MOE and UNICEF spearhead national initiative to recover lost learning for 1.6 million primary school children across Sri Lanka

1.6 million primary school children across the country are facing challenges due to covid and the economic crisis, with 85% of children in Grade 3 not achieving the minimum literacy and numeracy levels

16 August 2023
Dr. Susil Premajayantha, Minister of Education, Christian Skoog, UNICEF Representative for Sri Lanka and other officials at the event
UNICEF Sri Lanka/InceptChange
Dr. Susil Premajayantha, Minister of Education, Christian Skoog, UNICEF Representative for Sri Lanka and other officials at the event

Thursday, 16 August 2023, Colombo. The Ministry of Education (MoE) and UNICEF spearhead a national initiative to help 1.6 million primary school children impacted by prolonged school closures and sporadic disruptions to their education over the past three years, to catch up on their learning.

According to an MOE-led national assessment, 85% of Grade 3 children are not achieving minimum proficiency in literacy and numeracy, which is essential in their transition to secondary school and beyond, both in life and work.  

The event was held under the leadership of the Hon. Minister of Education, Dr. Susil Premajayantha, MP along with the UNICEF Representative for Sri Lanka, Christian Skoog, and was attended by government and development partners. 

Currently, Sri Lanka allocates less than 2% of its GDP on education, which falls well below the international benchmark of 4-6% of GDP and is among the lowest in the South Asia region.

“There is an urgent need to increase the national budget allocation for education, especially for primary grades, where we need to boost foundational learning for children, while also ensuring the implementation of vital Education Reforms so that we can build the solid human resource skills needed to support the country's development,” said Dr. Susil Premajayantha, Minister of Education.

The learning crisis has affected vulnerable children the most, including younger children in primary grades and those in plantation estates in the country.

“The basics of literacy, numeracy, and social economic skills are the platform on which children build their own, their families, their communities, and their country’s future,” said Christian Skoog, UNICEF Representative for Sri Lanka. “We commend the MOE for its commitment to undertake urgent efforts to reverse the widening disparities in learning achievement for children who are lagging further behind, including slow learners, and missing out due to the continued hardship the country faces,” he said.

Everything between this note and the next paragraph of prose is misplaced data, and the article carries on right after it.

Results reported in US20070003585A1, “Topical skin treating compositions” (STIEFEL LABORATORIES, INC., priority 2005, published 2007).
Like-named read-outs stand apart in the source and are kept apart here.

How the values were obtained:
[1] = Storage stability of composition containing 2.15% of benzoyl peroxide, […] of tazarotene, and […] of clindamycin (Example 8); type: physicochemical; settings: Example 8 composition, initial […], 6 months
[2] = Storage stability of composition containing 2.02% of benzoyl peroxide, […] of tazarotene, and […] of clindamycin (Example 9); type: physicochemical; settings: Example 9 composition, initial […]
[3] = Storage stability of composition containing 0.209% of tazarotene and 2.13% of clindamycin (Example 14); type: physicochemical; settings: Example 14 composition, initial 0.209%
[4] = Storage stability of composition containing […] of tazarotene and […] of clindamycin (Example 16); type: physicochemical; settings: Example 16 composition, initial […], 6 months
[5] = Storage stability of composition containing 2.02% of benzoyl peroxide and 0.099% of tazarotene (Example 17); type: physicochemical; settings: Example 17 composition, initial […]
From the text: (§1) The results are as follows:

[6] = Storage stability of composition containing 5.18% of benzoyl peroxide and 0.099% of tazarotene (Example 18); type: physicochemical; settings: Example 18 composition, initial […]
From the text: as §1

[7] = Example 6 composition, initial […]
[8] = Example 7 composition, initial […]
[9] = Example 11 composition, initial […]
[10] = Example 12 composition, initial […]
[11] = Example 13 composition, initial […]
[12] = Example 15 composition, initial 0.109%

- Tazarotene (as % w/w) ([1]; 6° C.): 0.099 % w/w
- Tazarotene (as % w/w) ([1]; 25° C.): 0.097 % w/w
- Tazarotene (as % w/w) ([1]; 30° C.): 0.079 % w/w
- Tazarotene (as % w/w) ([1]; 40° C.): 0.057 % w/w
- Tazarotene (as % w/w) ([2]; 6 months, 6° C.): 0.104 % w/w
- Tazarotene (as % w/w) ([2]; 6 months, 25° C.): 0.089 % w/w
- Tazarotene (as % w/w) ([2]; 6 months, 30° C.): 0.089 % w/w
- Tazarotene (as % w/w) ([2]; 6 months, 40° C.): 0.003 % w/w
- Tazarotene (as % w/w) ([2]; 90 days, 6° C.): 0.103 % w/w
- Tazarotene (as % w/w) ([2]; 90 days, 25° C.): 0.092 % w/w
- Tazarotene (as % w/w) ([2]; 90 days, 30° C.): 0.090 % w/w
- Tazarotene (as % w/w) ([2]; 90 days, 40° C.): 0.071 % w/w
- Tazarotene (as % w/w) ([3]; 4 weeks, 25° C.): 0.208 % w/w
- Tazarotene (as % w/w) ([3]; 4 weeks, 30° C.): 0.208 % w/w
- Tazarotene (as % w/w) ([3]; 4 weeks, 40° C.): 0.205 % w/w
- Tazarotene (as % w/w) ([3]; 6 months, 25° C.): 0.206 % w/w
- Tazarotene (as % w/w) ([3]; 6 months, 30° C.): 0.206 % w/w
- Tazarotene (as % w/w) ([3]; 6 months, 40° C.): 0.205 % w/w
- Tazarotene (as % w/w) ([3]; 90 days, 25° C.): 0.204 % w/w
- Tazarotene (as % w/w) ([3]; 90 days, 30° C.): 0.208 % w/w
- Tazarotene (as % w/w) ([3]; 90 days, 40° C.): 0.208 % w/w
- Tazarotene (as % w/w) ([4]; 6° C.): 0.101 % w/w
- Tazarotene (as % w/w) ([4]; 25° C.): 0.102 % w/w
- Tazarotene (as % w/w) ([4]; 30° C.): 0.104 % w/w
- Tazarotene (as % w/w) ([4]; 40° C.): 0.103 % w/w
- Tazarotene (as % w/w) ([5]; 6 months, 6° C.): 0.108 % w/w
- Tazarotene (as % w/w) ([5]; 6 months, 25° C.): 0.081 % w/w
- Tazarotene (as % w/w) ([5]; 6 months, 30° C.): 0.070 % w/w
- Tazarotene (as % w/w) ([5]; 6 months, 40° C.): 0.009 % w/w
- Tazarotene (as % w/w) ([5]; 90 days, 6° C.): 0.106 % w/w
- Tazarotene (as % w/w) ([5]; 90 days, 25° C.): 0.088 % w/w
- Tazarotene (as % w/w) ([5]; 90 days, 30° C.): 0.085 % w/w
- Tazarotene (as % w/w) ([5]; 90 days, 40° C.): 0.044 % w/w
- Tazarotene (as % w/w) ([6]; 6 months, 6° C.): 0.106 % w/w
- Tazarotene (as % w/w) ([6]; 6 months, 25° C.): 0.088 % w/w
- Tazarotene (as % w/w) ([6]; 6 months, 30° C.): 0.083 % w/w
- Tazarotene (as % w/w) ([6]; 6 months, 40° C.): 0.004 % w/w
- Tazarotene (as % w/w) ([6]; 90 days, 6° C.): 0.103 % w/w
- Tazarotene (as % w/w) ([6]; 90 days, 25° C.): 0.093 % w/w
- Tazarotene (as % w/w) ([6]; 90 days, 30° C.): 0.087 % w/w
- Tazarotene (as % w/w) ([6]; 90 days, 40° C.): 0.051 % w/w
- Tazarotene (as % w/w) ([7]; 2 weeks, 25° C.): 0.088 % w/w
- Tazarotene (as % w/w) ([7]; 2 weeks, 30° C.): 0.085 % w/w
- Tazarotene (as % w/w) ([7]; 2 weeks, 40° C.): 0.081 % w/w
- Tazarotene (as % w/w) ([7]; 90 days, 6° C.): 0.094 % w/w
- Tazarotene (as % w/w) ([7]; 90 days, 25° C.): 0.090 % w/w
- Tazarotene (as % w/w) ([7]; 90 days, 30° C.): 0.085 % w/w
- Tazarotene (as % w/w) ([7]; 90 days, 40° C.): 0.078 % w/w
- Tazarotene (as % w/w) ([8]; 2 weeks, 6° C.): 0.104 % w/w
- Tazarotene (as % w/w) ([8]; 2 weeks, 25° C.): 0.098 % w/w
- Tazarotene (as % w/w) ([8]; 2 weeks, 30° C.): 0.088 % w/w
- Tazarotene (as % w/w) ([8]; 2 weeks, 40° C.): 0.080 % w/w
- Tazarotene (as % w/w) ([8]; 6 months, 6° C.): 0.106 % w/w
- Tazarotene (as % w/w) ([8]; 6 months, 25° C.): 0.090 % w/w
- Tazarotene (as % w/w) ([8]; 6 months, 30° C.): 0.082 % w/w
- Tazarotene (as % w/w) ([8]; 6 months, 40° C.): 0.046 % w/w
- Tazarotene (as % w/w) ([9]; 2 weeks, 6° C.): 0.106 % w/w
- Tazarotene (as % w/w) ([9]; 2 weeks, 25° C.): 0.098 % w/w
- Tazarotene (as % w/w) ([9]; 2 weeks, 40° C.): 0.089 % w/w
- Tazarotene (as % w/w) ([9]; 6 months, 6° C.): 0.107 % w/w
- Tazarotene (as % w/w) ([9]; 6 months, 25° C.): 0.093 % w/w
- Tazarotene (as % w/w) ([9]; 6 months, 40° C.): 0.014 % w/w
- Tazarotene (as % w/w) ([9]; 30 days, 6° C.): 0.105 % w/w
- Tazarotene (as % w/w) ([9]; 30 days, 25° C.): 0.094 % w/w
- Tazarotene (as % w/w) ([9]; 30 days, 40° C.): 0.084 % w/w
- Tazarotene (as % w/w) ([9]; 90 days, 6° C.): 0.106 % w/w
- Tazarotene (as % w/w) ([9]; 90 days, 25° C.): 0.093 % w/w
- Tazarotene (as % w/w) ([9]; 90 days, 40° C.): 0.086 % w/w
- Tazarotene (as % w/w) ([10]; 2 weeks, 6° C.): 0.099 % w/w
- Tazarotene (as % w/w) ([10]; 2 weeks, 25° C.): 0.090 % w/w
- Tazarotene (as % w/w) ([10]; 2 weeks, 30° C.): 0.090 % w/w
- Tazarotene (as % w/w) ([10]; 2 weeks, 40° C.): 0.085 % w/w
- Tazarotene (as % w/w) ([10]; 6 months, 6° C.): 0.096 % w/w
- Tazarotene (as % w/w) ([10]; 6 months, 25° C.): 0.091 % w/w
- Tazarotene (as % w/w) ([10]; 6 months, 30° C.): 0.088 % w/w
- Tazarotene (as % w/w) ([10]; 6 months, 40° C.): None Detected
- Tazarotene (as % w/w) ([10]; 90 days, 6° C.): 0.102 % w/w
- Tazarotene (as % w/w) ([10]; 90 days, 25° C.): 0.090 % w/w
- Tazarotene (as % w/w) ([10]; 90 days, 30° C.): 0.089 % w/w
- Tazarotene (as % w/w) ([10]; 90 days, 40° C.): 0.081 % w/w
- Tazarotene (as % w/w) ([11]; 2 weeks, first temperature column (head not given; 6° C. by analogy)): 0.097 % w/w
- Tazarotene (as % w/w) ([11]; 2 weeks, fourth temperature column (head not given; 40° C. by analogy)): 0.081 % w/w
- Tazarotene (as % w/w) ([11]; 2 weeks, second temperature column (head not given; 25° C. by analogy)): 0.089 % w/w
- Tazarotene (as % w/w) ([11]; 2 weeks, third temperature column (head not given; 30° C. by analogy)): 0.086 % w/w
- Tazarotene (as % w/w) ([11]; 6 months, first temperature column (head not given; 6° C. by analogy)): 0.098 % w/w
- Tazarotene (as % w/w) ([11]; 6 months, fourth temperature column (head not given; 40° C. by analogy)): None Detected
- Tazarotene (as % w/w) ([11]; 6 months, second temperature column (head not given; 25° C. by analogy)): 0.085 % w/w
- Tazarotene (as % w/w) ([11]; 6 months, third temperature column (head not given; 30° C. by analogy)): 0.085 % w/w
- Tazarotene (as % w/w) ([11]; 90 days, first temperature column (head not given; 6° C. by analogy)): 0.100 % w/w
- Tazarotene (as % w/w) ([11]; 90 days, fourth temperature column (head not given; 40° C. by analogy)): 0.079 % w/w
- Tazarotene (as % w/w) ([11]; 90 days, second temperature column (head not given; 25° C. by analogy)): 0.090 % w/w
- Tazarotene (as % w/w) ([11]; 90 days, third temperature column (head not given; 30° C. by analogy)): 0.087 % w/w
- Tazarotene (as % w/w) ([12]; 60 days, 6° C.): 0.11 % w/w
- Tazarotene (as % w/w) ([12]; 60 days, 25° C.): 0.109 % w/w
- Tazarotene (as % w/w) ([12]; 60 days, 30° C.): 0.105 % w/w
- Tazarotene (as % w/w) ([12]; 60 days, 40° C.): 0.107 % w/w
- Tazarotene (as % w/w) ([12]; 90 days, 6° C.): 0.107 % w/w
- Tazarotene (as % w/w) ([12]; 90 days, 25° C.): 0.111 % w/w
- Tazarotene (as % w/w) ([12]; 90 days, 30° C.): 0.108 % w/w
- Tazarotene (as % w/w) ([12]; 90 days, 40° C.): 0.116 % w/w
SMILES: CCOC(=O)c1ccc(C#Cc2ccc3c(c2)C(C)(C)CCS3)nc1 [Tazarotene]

In July, the MOE and UNICEF held a special briefing on ‘Learning Recovery’ to leverage the support of development partners, while more technical-level workshops were held across nine provinces, to identify gaps and prioritize actions.

Notes to Editor

The multiple school closures and continuous interruptions to the education system over the last three years have had a profound effect on children’s learning in Sri Lanka, exacerbating learning gaps and pre-existing inequalities among vulnerable children in primary grades, including those living in the estate sector. As the country moves towards economic recovery, prices remain high on essential items including schoolbooks and stationary items, making it difficult for families facing financial hardships to cover education costs and support their children’s continuous learning.

Media contacts

Suzanne Wooster-Prematilaka
Communication Officer
UNICEF Sri Lanka
Tel: +94 77 316 5378
Kushan Sameera
Ministry of Education
Tel: +94 718317179

About UNICEF Sri Lanka

UNICEF promotes the rights and wellbeing of every child, in everything we do. Together with our partners, we work in 190 countries and territories to translate that commitment into practical action, focusing special effort on reaching the most vulnerable and excluded children, to the benefit of all children, everywhere. For more information about UNICEF Sri Lanka, visit